Jo Turbitt finds much to admire in Phoenix Dance Theatre's latest work.
A fit, agile and athletic company who perform with a sixth-sense-synchronicity with each other, Phoenix Dance Theatre are astounding to watch when they dance solos but even more so when they dance as a company. As an ensemble they have a beautiful responsive physicality which naturally sings from each of their bodies as they inhabit the stage: a talent which is rare in the performers of the majority of dance companies at the moment. All four pieces from Declarations clearly show all of this.
'The Audacious One.' Based on Barack Obama's speech and agreeing to disagree it’s a political dance piece that has the dramatic edge of a BBC political miniseries. Choreographed like an opera, the characters of the president and the council perform with power, precision and technical clout. Warren Adams’ choreography to excerpts from Mozart's Requiem Mass in D Minor was fascinating; sparked and responsive movement meshed with subtle gestures and glances. His choice of furniture was simplistic and well-suited but used in a pedestrian fashion. The dancers attacked this piece with integrity, exceptional energy and gorgeous technical prowess.
'Locked in Vertical' is choreographed by Isira Makuloluwe with a sense of writhing release, delicateness, weighted-rhythmically and driven fluidity. I enjoyed that there was no real message to the piece, possibly other than showing how bodies can move. At times, however, there was a bit too much movement for movement’s sake.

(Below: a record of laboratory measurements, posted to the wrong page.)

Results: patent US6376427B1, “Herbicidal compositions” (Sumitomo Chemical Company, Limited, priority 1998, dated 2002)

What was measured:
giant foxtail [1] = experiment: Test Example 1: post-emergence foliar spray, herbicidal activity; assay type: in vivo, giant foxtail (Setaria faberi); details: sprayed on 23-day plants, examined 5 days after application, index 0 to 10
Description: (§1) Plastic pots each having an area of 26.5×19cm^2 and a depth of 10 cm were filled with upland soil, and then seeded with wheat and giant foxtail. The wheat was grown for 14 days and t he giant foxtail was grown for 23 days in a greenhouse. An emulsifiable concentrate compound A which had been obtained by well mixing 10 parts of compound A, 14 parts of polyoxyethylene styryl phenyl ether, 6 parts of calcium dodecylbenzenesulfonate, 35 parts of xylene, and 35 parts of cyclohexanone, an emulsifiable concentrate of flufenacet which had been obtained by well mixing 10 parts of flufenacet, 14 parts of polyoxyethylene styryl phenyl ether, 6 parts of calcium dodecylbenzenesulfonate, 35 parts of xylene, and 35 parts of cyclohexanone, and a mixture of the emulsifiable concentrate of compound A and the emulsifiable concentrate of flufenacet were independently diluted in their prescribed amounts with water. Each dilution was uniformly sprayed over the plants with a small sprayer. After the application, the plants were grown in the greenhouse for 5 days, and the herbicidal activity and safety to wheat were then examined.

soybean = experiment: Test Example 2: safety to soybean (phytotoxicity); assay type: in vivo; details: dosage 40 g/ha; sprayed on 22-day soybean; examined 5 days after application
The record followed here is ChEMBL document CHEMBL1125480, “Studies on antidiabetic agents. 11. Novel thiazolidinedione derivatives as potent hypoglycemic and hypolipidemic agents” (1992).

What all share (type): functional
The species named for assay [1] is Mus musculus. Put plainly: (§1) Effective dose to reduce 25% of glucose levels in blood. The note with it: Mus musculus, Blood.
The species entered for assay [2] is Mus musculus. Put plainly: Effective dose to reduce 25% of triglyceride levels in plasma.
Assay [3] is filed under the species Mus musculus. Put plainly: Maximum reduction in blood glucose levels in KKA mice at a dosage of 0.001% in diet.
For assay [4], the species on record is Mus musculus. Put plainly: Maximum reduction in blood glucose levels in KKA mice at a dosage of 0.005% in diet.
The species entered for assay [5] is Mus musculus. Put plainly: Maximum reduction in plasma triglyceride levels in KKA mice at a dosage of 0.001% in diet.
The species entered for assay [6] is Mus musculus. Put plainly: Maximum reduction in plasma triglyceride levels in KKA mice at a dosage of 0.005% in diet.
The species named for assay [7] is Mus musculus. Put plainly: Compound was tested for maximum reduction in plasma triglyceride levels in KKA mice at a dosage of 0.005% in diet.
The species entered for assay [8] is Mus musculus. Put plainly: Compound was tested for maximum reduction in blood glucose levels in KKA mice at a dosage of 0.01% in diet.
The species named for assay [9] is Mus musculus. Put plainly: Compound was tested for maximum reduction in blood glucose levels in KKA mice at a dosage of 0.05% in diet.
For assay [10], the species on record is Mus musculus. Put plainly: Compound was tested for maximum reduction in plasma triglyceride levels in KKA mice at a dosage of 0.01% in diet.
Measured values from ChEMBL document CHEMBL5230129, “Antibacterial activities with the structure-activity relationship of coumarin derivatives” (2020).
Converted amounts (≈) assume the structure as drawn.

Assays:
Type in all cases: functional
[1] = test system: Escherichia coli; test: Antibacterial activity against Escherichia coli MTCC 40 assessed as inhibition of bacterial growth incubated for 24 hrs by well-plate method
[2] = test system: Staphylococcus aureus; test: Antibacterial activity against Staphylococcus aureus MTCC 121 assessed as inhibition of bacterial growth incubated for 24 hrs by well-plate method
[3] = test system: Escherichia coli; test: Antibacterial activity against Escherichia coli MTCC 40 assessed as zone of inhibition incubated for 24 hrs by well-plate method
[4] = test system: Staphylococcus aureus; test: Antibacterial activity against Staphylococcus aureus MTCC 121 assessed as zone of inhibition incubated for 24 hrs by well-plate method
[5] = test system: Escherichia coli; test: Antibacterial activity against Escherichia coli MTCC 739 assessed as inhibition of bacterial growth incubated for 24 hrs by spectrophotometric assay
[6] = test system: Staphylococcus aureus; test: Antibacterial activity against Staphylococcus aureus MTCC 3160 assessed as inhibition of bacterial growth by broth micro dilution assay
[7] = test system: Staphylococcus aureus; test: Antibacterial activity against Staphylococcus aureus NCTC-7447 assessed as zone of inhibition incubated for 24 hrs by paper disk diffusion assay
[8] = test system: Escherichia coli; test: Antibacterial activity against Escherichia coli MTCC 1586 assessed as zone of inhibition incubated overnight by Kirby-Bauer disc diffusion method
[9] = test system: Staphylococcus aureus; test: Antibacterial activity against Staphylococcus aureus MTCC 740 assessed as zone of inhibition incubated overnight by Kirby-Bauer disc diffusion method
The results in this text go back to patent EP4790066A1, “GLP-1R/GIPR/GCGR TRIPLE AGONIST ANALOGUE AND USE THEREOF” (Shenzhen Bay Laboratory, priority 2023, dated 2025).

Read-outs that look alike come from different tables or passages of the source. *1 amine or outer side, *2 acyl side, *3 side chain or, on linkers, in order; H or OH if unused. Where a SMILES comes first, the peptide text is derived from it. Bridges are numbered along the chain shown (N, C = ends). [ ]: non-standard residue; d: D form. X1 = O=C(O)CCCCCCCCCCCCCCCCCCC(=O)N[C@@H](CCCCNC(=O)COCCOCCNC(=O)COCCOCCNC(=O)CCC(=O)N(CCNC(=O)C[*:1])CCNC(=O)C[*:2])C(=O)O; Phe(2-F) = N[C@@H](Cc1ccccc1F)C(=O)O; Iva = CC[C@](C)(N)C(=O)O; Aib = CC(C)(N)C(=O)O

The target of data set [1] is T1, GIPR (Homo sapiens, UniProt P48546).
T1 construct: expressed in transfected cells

'Haunted Passages,' choreographed by Philip Taylor, reminded me of an art-house cinema film with three neurotic characters. Structured with narrative hooks, the dynamic intentions of this piece were often physically satisfying; however the underlying theme of the piece seemed to drag the movement into a choreographic stagnancy in the middle, resolving, however, to end well.
In 'Maybe Yes Maybe, Maybe No Maybe,' choreographed by Aletta Collins, the dancers and their movements were like Street Fighter Dance characters: each with their individual virtuoso movement signatures, unique talents and affiliated sounds they bound around the space similar to the characters of the computer game. They respond to each other’s movement and audio contributions, layering sounds, dynamics and space.
Phoenix Dance Theatre is an ensemble of talented, athletic, sinewed-strong performers. Watching them reminded me that contemporary dance, like any other art form, evolves in the hands, bodies and hearts of those who do it. Reliant on the individual, contemporary dance grows and develops as we respond to what's happening to us and around us. Thank goodness that contemporary dance is in the hearts of these choreographers and dancers tonight: it will live on and evolve with technique at its core, but with an essential dollop of guts, swagger and joy on top.